While WA does not impose Fiduciary duties, we had a discussion with Jillayne once regarding whether or not if someone is a Realtor Member, that upgrades that status to Fiduciary level. Some agents are Realtors and some aren’t. Some are natural advocates and some aren’t (whether they are a Realtor Member or not).

    NAR curriculum for the ABR designation suggests that a buyer signing a buyer agency agreement = client and not signing one = buyer as customer only.

    The hardest part of agency is, even if you could pin it down, most people don’t understand it. Is full “service” the equivalent of representation? Is representation equivalent to advocacy?

    In the end, every agent is what they are regardless of Title, as was proven by the “walk like a duck” trials. When it comes to agency…you are what you DO vs. what you are called.

  16. Very interesting discussion. Thorn seems to think that none of us are advocates and David sems to think we all are advocates.

    Thorn,

    While WA does not impose Fiduciary duties, we had a discussion with Jillayne once regarding whether or not if someone is a Realtor Member, that upgrades that status to Fiduciary level. Some agents are Realtors and some aren’t. Some are natural advocates and some aren’t (whether they are a Realtor Member or not).

    NAR curriculum for the ABR designation suggests that a buyer signing a buyer agency agreement = client and not signing one = buyer as customer only.

    The hardest part of agency is, even if you could pin it down, most people don’t understand it. Is full “service” the equivalent of representation? Is representation equivalent to advocacy?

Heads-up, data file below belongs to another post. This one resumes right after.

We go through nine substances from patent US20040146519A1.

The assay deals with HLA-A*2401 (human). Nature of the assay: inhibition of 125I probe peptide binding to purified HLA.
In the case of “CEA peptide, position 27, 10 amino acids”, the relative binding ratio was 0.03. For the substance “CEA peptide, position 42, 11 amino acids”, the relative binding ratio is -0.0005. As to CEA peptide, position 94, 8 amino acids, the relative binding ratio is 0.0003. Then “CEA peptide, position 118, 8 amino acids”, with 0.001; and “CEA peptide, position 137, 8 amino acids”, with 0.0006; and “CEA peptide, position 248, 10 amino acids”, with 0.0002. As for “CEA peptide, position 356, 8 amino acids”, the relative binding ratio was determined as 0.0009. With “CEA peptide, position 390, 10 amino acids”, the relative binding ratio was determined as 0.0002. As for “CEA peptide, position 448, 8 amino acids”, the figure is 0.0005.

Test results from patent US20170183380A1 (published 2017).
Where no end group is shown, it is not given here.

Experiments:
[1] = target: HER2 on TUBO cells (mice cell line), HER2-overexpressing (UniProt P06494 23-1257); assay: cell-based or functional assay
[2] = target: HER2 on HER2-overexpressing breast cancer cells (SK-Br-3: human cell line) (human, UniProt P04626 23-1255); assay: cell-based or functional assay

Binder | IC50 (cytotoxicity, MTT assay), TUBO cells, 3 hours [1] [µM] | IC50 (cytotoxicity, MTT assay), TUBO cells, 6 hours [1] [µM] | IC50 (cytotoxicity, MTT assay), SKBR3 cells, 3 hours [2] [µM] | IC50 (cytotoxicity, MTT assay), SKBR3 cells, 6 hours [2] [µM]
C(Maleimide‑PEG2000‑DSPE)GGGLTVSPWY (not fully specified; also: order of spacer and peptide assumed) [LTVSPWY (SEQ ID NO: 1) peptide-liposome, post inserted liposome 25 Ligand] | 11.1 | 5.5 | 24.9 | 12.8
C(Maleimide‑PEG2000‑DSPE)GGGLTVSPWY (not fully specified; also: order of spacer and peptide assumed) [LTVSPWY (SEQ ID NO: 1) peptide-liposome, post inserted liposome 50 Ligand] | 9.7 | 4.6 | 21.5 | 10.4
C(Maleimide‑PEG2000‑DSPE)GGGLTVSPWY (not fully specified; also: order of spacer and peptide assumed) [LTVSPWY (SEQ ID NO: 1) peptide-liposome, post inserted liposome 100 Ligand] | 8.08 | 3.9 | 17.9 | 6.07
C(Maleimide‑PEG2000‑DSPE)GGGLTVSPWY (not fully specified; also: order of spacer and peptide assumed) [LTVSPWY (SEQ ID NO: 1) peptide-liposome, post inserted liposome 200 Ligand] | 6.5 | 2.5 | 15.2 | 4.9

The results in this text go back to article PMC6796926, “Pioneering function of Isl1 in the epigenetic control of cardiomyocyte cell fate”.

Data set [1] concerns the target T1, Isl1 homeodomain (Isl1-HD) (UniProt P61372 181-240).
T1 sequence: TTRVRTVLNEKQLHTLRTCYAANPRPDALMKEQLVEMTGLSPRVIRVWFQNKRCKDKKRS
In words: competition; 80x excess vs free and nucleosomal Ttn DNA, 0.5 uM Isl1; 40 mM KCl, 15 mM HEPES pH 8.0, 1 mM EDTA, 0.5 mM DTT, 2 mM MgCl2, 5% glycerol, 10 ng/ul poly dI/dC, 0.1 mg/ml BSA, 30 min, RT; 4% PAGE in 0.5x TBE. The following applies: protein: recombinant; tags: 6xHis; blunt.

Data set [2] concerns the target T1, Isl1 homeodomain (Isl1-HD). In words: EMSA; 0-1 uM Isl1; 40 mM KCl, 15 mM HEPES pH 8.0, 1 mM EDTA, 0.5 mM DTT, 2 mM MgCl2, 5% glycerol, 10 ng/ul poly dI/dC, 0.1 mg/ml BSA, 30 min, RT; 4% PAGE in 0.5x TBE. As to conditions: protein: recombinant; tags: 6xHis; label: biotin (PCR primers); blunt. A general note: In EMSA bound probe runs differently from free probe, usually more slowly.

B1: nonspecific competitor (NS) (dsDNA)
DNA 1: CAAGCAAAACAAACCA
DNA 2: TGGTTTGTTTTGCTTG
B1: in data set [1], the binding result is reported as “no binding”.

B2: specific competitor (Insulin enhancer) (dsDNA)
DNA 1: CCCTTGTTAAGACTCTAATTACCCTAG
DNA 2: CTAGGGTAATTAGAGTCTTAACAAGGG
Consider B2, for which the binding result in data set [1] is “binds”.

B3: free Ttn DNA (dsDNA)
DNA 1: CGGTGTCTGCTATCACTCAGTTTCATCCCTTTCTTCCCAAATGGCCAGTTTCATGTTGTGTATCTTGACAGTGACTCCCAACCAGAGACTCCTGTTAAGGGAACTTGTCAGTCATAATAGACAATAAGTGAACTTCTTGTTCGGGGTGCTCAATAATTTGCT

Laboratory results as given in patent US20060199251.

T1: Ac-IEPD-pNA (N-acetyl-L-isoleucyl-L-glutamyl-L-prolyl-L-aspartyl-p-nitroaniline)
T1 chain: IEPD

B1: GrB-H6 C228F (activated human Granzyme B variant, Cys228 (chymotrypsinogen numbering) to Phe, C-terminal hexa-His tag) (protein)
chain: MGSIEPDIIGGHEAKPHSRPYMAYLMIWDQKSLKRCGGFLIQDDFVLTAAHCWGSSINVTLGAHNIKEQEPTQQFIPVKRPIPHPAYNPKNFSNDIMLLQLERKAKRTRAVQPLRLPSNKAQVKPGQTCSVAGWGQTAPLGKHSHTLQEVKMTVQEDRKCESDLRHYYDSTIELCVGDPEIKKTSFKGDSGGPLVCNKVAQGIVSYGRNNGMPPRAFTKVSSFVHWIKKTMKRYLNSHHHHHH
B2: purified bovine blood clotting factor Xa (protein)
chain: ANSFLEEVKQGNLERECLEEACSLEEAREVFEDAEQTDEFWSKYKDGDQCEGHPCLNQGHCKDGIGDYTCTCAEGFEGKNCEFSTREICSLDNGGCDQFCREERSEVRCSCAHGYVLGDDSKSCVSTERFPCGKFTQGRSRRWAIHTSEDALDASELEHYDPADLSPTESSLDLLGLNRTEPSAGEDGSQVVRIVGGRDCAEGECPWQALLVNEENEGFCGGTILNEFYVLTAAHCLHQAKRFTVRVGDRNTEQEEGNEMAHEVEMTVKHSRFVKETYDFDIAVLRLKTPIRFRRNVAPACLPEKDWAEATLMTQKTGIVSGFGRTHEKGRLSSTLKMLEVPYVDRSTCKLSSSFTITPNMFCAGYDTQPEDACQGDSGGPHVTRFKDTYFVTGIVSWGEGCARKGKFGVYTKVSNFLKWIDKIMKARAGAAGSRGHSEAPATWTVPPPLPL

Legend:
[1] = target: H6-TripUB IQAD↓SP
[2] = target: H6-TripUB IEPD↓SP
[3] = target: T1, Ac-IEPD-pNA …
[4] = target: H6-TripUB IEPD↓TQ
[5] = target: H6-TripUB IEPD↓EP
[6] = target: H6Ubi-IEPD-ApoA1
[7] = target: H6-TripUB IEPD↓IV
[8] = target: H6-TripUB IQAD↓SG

In the end, every agent is what they are regardless of Title, as was proven by the “walk like a duck” trials. When it comes to agency…you are what you DO vs. what you are called.

  17. Thorn — be careful what you wish for. If/when the consuming public learns that agents are not “on their side,” they’ll be even less inclined to pay the substantial fees incurred by using an agent. Instead, they’ll realize that they can hire a lawyer for much less who really, really will be on their side. No dual agency issues allowed, thank you very much. Attorneys represent their clients, and put their interests above all others, period.

    On the flip side, David — this attorney (and his partner) “knows” his client, because adequate representation requires it. How else can I insure that the contract adequately protects the client? Admittedly, we inform our clients that they need to take a little responsibility for themselves when it comes to the due diligence required for a prudent purchase. They’re adults — they can do it, particularly when we answer any and all questions about the process. Plus, its ultimately up to them what constitutes a “fair” price for a property (although given the many transactions we handle on a regular basis, we also have some input on that issue as well).